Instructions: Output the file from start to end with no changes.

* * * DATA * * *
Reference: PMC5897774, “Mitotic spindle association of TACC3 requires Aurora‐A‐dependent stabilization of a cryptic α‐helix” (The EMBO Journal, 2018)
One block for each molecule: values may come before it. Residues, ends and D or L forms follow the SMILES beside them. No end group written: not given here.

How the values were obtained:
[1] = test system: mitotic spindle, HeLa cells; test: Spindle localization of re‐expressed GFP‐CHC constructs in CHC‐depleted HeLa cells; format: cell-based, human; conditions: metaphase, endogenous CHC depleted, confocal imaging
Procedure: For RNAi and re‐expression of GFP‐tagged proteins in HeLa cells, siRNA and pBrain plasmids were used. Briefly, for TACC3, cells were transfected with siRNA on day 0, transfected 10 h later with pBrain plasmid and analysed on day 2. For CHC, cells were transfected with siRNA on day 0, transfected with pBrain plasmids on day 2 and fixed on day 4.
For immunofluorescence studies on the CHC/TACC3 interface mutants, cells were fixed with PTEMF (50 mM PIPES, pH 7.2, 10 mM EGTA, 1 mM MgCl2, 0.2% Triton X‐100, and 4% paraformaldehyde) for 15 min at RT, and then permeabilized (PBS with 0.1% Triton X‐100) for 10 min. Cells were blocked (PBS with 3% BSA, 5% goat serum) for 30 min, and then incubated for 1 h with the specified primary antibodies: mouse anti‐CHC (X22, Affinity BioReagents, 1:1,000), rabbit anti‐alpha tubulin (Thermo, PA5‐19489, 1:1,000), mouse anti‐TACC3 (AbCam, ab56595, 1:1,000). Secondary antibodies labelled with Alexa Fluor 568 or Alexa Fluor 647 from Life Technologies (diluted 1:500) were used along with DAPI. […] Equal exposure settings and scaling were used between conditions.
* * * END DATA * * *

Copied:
Reference: PMC5897774, “Mitotic spindle association of TACC3 requires Aurora‐A‐dependent stabilization of a cryptic α‐helix” (The EMBO Journal, 2018)
One block for each molecule: values may come before it. Residues, ends and D or L forms follow the SMILES beside them. No end group written: not given here.

How the values were obtained:
[1] = test system: mitotic spindle, HeLa cells; test: Spindle localization of re‐expressed GFP‐CHC constructs in CHC‐depleted HeLa cells; format: cell-based, human; conditions: metaphase, endogenous CHC depleted, confocal imaging
Procedure: For RNAi and re‐expression of GFP‐tagged proteins in HeLa cells, siRNA and pBrain plasmids were used. Briefly, for TACC3, cells were transfected with siRNA on day 0, transfected 10 h later with pBrain plasmid and analysed on day 2. For CHC, cells were transfected with siRNA on day 0, transfected with pBrain plasmids on day 2 and fixed on day 4.
For immunofluorescence studies on the CHC/TACC3 interface mutants, cells were fixed with PTEMF (50 mM PIPES, pH 7.2, 10 mM EGTA, 1 mM MgCl2, 0.2% Triton X‐100, and 4% paraformaldehyde) for 15 min at RT, and then permeabilized (PBS with 0.1% Triton X‐100) for 10 min. Cells were blocked (PBS with 3% BSA, 5% goat serum) for 30 min, and then incubated for 1 h with the specified primary antibodies: mouse anti‐CHC (X22, Affinity BioReagents, 1:1,000), rabbit anti‐alpha tubulin (Thermo, PA5‐19489, 1:1,000), mouse anti‐TACC3 (AbCam, ab56595, 1:1,000). Secondary antibodies labelled with Alexa Fluor 568 or Alexa Fluor 647 from Life Technologies (diluted 1:500) were used along with DAPI. […] Equal exposure settings and scaling were used between conditions.